Round-leaved sundew: How a fly can die

The round-leaved sundew Drosera rotundifolia is a carnivorous plant. It digests mostly small arthropods in order to gain additional nitrogen on floor coverings with a lack of sufficiant mineral nutriment.

 

Sundew and its digestive secretions

 

Along the edges of the rounded leaves, tentacles are arranged, which produce sticky secretions, consisting of enzymes and formic acid. Attracted by a fragrant smell, small animals approach this deadly plant.

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The secretions trap them finally to the leave. After some hours the tentacles move towards the leaf-inside due to growth „movements“, where digestive glands are located. Later even the whole leaf rolls that way that more glands get into a contact with the prey. The whole digestive procedure then needs several days. My video only shows the effect of sticky tentakles to a fly, which finally is unable to flee.

 

Fly on a sundew leaf, independent evolution of carnivorous plants

 

The fly specimen might have represented a too large prey, which is why it at first resisted against the slimy and sticky secretions. However later, its body is thus covered with threads of adhesive that it remains fixed to the sundew leaf. Carnivorous plants evolved several times independently within the Angiosperma. That means that pitcher plants, as for example Sarracenia or Nepenthes, systematically do not represent close relatives of the sundew or even between each other. Under comparable ecological conditions, selective pressures caused options for plants to enrich their nutrients by the ability to digest smaller animals using specific organs, usually being homologous to leaves. The way carnivorous traps develop, differs in the various groups of carnivorous plants.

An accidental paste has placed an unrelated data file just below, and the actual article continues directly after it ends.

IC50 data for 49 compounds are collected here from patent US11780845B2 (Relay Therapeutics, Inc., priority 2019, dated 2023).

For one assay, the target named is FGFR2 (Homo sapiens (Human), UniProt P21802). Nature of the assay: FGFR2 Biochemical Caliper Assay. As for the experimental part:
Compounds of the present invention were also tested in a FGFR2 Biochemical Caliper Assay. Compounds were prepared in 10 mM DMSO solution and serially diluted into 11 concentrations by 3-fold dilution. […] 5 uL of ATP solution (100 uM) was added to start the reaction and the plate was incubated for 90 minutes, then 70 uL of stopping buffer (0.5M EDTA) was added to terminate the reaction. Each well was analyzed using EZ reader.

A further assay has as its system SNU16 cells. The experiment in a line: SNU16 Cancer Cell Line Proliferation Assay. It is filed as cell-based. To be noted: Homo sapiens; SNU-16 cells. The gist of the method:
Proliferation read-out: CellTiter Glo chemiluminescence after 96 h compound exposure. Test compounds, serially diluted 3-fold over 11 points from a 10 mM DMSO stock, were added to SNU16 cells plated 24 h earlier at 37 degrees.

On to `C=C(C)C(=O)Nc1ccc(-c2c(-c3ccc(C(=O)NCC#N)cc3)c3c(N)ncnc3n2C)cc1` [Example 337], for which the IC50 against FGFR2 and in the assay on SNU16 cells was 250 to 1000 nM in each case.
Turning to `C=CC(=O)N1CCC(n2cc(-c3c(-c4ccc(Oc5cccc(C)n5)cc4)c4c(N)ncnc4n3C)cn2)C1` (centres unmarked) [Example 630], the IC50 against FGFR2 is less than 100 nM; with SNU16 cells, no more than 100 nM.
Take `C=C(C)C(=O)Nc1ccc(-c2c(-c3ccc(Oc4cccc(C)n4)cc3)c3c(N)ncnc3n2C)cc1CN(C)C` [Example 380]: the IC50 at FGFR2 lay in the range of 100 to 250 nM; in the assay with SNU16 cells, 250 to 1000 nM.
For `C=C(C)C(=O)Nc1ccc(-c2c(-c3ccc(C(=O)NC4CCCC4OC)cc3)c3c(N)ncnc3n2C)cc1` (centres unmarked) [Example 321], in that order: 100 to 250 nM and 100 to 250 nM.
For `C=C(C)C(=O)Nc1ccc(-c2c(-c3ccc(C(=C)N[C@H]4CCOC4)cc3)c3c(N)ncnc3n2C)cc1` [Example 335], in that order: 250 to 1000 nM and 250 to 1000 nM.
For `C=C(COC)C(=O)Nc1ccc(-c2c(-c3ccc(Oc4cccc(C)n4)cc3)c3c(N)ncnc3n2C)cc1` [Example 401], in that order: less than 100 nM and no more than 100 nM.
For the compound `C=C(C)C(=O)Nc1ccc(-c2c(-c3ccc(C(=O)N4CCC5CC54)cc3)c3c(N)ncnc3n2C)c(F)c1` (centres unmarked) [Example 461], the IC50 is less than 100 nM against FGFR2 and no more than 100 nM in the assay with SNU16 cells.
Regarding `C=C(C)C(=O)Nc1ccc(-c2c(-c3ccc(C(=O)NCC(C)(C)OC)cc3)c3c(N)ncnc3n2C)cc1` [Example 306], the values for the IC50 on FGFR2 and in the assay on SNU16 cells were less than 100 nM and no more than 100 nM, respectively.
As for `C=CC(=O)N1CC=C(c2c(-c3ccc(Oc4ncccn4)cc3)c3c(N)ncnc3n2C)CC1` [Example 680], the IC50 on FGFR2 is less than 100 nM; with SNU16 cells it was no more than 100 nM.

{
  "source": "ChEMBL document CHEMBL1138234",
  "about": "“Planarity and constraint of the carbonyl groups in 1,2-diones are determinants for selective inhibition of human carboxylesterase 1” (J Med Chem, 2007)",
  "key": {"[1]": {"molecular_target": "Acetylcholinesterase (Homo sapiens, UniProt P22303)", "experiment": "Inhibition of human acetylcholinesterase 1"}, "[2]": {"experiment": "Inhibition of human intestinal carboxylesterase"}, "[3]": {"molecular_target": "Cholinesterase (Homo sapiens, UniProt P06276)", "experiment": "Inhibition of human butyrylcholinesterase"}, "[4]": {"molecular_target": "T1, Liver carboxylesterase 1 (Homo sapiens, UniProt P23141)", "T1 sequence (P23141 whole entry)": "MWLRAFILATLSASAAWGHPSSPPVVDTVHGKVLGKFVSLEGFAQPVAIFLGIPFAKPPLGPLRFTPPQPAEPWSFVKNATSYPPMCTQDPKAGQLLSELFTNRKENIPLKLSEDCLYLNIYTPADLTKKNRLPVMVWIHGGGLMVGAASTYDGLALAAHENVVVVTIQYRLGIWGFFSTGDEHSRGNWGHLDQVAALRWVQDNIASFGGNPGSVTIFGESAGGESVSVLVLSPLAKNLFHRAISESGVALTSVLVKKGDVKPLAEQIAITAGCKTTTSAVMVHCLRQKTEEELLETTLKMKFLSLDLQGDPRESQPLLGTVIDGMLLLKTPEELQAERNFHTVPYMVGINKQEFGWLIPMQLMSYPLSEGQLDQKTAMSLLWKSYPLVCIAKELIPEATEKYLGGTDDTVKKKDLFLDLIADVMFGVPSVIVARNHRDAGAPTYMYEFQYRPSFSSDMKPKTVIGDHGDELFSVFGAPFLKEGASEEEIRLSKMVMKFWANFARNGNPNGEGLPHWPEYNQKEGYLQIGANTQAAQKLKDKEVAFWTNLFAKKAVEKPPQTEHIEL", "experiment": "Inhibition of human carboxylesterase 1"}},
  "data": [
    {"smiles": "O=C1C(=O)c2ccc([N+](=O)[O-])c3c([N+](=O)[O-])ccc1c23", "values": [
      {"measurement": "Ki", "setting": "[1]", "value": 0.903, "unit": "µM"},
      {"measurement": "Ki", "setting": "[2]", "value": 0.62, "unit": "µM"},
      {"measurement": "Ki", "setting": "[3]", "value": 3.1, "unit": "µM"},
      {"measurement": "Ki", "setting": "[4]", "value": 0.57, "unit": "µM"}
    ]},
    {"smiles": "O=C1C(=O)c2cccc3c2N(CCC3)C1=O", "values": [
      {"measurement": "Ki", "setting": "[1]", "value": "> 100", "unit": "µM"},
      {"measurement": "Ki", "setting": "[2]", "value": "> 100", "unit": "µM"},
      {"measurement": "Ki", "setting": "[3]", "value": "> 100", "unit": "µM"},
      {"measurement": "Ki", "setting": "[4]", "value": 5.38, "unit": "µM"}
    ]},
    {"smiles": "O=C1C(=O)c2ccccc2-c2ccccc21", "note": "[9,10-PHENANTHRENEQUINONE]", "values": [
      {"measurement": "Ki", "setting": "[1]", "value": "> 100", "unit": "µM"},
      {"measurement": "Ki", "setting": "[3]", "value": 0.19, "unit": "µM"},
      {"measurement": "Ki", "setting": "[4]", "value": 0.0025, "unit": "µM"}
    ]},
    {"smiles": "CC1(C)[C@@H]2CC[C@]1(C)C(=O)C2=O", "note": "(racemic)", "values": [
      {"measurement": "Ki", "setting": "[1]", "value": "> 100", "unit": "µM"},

Micro-habitats for mites or nematodes

 

Decaying remnants of partly digested arthropods can especially in Sarracenia or Nepenthes become micro-habitats, in which mites or nematodes might find suitable living conditions. Some of them can even be resistant against digestive enzymes of these plants. Whether microorganisms ,such as mites, also can occur on sundew, is unknown to me. Common inhabitants of pitchers of Sarracenia or Nepenthes are represented by mites of the Astigmata, e.g. of the family Histiostomatidae.

 

Distribution of the round-leaved sundew

 

The round-leaved sundew is native to the whole northern hemisphere in bogs and wetlands.

 

Copyrights for film and text: Stefan F. Wirth, October 2017/ November 2018